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		 Farenhold s. 
looking.       She wouldn t sell, but presented me
with a bottle of wine, like claret.       Dr. Berry
at the hospital-church.           Sinclair appeared
again, left his field-glass with me and went
off, for New York via Baltimore.    A rain-
storm.    Aiken appeared at 5 P. M. and pro-
posed a visit to Farenhold s, finding our way
with much adroitness through the woods by a short-
cut.        Arrived, we find that that the enemy
has been throwing shot and shell over the house,
into the field beyond, practicing irregularly from
noon till 4.          In the dismantled house; talk
ing with the Connecticut artillerymen; examining
percussion shells thrown by the rebels.   Into
adjoining field ploughed up by them.        Digging
a shell out of the grave-like cavity on which
it had created.           A lowerig cloudy sky
overhead and presently a rain-storm which

[photograph]
  View of Gloucester and Yorktown, from Farenhold s, with
	Battery No. 1. in the foreground.
Page
Title:Thomas Butler Gunn Diaries, Volume Nineteen: page one hundred and sixty-eight
Description:Includes photograph of view from Farenhold's House, possibly taken by Alexander Gardner.
Date:1862-04-30
Subject:Aiken, Captain; Berry, Dr.; Civil War; Gardner, Alexander; Gunn, Thomas Butler; Military; Peninsular Campaign (Va.); Siege of Yorktown (Va.); Sinclair
Coverage (City/State):Yorktown, [Virginia]
Scan Date:2010-06-17

 

Volume
Title:Thomas Butler Gunn Diaries, Volume Nineteen
Description:Includes Gunn's descriptions of his experiences as a war correspondent for ""The New York Tribune"" in Virginia while traveling with the Army of the Potomac during the Peninsular Campaign; the Siege of Yorktown; the Battle of Williamsburg; his departure from Alexandria on the steamer Kent; the ruins of Hampton, Virginia, after it was burnt by John B. Magruder; touring the gunboat Monitor; the death of Fitz James O'Brien from a gunshot wound; Jim Parton's temporary separation from Fanny Fern; and seeing Robert E. Lee's house in Virginia.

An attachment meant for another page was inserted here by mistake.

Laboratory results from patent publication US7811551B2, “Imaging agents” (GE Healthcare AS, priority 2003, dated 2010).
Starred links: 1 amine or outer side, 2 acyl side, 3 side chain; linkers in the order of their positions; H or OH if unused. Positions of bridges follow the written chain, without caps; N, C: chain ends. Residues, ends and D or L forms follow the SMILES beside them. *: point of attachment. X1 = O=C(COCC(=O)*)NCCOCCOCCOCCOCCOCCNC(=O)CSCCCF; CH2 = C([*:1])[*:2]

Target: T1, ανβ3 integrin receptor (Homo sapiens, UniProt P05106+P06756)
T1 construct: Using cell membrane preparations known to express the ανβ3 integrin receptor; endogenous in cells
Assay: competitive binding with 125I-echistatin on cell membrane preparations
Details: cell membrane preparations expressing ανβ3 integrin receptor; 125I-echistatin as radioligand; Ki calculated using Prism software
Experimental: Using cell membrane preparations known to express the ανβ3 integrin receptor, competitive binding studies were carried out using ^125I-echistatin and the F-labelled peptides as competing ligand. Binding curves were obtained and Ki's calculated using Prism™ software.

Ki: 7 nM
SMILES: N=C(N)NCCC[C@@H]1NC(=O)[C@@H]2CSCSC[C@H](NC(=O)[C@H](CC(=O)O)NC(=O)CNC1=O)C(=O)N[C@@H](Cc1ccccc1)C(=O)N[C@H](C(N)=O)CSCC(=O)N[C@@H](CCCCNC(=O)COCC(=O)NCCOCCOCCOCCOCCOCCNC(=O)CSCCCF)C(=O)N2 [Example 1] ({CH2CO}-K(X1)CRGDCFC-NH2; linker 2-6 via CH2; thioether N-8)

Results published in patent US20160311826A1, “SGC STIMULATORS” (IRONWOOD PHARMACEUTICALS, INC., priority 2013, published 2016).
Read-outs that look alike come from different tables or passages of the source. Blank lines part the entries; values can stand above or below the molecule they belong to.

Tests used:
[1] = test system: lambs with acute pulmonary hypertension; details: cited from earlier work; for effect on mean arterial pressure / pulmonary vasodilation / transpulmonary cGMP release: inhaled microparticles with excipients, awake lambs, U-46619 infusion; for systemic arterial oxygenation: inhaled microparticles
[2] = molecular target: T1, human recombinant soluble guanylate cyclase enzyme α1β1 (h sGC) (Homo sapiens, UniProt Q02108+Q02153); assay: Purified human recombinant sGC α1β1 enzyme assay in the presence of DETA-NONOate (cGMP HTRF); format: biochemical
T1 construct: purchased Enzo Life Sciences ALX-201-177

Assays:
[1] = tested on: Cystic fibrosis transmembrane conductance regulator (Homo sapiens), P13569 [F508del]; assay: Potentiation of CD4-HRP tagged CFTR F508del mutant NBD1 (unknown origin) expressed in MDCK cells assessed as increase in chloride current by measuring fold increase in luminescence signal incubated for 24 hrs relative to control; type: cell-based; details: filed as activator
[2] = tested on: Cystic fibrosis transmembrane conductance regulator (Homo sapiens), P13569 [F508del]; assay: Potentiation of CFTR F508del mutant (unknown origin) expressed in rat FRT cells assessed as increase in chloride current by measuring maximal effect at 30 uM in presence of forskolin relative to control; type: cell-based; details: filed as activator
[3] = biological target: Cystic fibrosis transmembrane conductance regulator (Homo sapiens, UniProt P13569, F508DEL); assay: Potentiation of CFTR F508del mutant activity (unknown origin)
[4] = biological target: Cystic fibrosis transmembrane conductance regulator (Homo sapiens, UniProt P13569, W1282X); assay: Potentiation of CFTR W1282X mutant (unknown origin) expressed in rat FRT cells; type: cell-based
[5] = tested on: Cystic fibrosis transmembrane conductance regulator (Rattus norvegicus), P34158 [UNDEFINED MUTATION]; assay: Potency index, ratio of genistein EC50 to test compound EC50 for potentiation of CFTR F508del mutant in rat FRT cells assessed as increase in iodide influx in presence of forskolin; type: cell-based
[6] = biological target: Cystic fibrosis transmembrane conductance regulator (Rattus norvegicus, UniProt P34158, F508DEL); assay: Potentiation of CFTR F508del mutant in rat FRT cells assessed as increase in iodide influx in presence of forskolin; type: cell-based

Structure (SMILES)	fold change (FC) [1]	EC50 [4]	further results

Subject:Civil War; Gunn, Thomas Butler; Journalism; Marches (U.S. Army); Marriage; Medical care (U.S. Army); Military; Military camp life; Peninsular Campaign (Va.); Prisoners of war (Confederate); Siege of Yorktown (Va.); Slavery; Slaves; Travel; Women
Coverage (City/State):New York, New York; Washington, District of Columbia; Alexandria, Virginia; Hampton, Virginia; Yorktown, Virginia; Williamsburg, Virginia
Note:Thomas Butler Gunn was born February 15, 1826, in Banbury, England, and came to New York in 1849. During the Civil War he worked as a correspondent for the New York Tribune and the New York Evening Post. He returned to England in 1863, and died in Birmingham in April 1903. The collection includes twenty-one volumes of his diaries, including newspaper clippings, letters, photographs, sketches, and various other items inserted by Gunn. Diary entries date from July 7, 1849, to April 7, 1863, and include his experiences with the New York publishing and literary world, his descriptions of boarding houses, his travels throughout the United States, and his experiences traveling with the Federal army as a Civil War correspondent.
Publisher:Missouri History Museum
Rights:Copyright 2010 Missouri History Museum.
Source:Page images, transcriptions, and metadata of the Thomas Butler Gunn diaries have been provided by the Missouri History Museum.